The New MCAT is Unnecessary

Thesis: The new MCAT changes are unnecessary and probably only done for the sake of profit.

On April 17th, 2015, the Association of American Medical Colleges (AAMC) will administer the newly revised Medical College Admission Test for the very first time. This new MCAT will be longer, cover more material, and test different abilities. According to AAMC, “the changes are designed in part to mirror the evolution of health-care delivery and even the nature of illness”. This sounds great, sure, but probably unnecessary.

As a prospective medical student, I can testify to the statement that the more I learn about the medical field, the more I realize how little I actually know. An undergraduate degree is obviously in no way representative of the education that a medical school program provides. Then why is it that the AAMC is changing the MCAT in order to better reflect the evolving healthcare field? In fact, it is completely possible to study for and perform well on the current MCAT without any inkling of what a career in the healthcare field entails.

But that’s completely fine. While it sounds ideal to have students prepared for what they will face in healthcare through the MCAT, this is not the purpose of this standardized exam. The MCAT should be used to solely test the competency of students to learn and develop into people who are able to handle a career in medicine. To try and also reflect the changes in healthcare in this exam is not only overkill, but futile. Futile because the vast majority of students see these changes to the MCAT simply as more things to study and not as an opportunity to further understand the evolution of healthcare. This motive will not change, simply due to the heavy emphasis that is put on one’s MCAT score for medical school admissions.

However, these changes do cause one to wonder why they are being implemented, if it is unlikely to produce any type of real benefit. The only answer I can think of is, of course, money. An overhaul such as this to the MCAT will undoubtedly generate many sources of monetary benefits. At $300 a piece and roughly 85,000 students taking the exam per year, this translates into a $25 million industry, at minimum. The number goes up when we consider tutoring, study books, exam preparation programs, etc. A change to the MCAT as big as this would render every existing program/study tool useless, forcing more people to invest money in the newer, updated tools. This will greatly benefit the companies that supply such tools, which would be enough of an incentive to implement such changes. Similar benefits were projected with the previous SAT changes, as outlined in the article “SAT Changes Could Boost Lucrative Test Prep”.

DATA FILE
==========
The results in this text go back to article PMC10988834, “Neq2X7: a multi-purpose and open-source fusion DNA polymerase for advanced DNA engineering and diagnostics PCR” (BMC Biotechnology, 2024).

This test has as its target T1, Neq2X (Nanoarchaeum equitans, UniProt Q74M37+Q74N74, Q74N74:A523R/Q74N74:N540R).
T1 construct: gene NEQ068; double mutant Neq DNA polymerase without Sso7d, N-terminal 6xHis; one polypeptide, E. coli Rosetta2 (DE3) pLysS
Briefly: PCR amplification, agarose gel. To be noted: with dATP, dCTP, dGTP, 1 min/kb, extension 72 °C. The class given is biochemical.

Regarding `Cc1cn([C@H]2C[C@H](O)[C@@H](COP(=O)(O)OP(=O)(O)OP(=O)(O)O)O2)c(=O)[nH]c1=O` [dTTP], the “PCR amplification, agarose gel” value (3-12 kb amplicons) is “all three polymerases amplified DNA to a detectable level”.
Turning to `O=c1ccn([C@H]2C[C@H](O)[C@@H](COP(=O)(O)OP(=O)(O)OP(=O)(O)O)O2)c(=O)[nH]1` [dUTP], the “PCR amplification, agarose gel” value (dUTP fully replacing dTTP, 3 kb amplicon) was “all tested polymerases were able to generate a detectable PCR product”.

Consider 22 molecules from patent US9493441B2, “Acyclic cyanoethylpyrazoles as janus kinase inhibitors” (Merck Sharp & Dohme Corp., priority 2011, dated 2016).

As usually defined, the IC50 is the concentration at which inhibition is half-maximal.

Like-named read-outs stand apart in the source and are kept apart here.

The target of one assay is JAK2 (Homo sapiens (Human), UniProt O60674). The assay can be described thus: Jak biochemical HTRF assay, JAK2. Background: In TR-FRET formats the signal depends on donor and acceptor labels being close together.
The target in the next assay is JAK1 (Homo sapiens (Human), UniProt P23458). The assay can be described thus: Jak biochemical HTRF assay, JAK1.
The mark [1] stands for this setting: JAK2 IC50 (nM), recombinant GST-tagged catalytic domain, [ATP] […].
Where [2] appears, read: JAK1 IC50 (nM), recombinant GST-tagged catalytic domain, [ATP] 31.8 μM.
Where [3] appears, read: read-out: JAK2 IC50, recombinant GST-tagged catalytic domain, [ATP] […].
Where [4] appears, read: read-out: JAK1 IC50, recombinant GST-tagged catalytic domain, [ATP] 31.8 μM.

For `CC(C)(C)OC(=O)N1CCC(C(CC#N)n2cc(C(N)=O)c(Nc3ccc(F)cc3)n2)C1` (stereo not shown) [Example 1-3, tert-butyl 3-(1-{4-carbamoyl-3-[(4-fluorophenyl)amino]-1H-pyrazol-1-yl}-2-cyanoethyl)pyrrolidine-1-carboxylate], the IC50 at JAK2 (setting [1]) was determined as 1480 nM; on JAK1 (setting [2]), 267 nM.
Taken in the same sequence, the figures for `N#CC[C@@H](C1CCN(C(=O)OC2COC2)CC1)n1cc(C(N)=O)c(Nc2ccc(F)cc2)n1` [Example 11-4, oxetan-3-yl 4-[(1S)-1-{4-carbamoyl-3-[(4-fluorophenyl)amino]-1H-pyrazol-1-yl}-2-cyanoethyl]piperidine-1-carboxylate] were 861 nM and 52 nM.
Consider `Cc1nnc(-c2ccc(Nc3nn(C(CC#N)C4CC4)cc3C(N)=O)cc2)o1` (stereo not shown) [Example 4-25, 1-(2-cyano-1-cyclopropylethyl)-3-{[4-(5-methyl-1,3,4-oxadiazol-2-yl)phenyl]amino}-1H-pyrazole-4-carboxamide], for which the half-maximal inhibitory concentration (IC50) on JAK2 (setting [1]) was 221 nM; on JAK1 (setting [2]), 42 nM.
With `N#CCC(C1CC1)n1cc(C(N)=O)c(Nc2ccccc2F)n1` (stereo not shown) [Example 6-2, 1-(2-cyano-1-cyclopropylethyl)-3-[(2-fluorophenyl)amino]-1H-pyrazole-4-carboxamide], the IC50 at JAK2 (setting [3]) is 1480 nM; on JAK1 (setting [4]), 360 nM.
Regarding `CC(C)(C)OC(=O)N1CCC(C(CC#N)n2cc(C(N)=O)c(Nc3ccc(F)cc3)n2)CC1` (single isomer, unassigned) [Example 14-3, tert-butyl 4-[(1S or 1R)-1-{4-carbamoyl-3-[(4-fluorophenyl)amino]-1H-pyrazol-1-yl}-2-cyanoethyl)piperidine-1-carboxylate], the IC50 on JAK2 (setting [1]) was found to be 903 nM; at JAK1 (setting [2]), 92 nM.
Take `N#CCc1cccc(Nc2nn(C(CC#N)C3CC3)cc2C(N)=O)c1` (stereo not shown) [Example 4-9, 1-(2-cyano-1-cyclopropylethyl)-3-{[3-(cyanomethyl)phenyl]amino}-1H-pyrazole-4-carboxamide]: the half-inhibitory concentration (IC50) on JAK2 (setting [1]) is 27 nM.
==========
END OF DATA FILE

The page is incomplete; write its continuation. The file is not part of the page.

6 thoughts on “The New MCAT is Unnecessary

  1. Linda Sun

    Usually a entrance test has two goal: 1 to test how much you already know. and 2 to test your ability to solve a problem. And usually those two things are correlated, the more knowledge you have, the easier you can solve a problem. With the development of human knowledge and abilities, the difficulty level of a entrance test is also increasing so that an institution could differentiate students (who are becoming smarter each generation). But I understand you, it is hard for those who are the first one to adjust to a new test…

  2. Thomas Wen

    I agree and I think this will discourage a lot of potential candidates who would make good doctors. This could also have adverse affects on medical schools in general if enrollment numbers fall.

  3. Matthew Hillebrand

    Standardized tests are around for multiple reasons, and increasing the difficulty of the MCAT is not a futile attempt at making better doctors. As you said, the medical field is constantly adapting, and if the students who are entering the field are not able to adapt to new testing measures, then what can the world expect of these students when they take over the field. These students should be the ones to develop new cures for cancer, fight HIV/AIDS, and many other illnesses. Continuing to do things the same just to save money could cause the medical field to lose its edge as a top tier field that requires the top tier minds.

  4. Justin Lee

    I agree with previous comments. Although changes may seem unnecessary, it should not at least hinder people to not what they pursue. And, it is not the only a “deciding” factor.

  5. KT Lee

    Seeking benefits out of standardized tests such as MCAT, GMAT, GRE, etc does hamper students with passion and determination from pursuing their dreams. It is reasonable that such a test should be somewhat difficult, but rapid changes in material, difficulty, costs would definitely establish a barrier to students.

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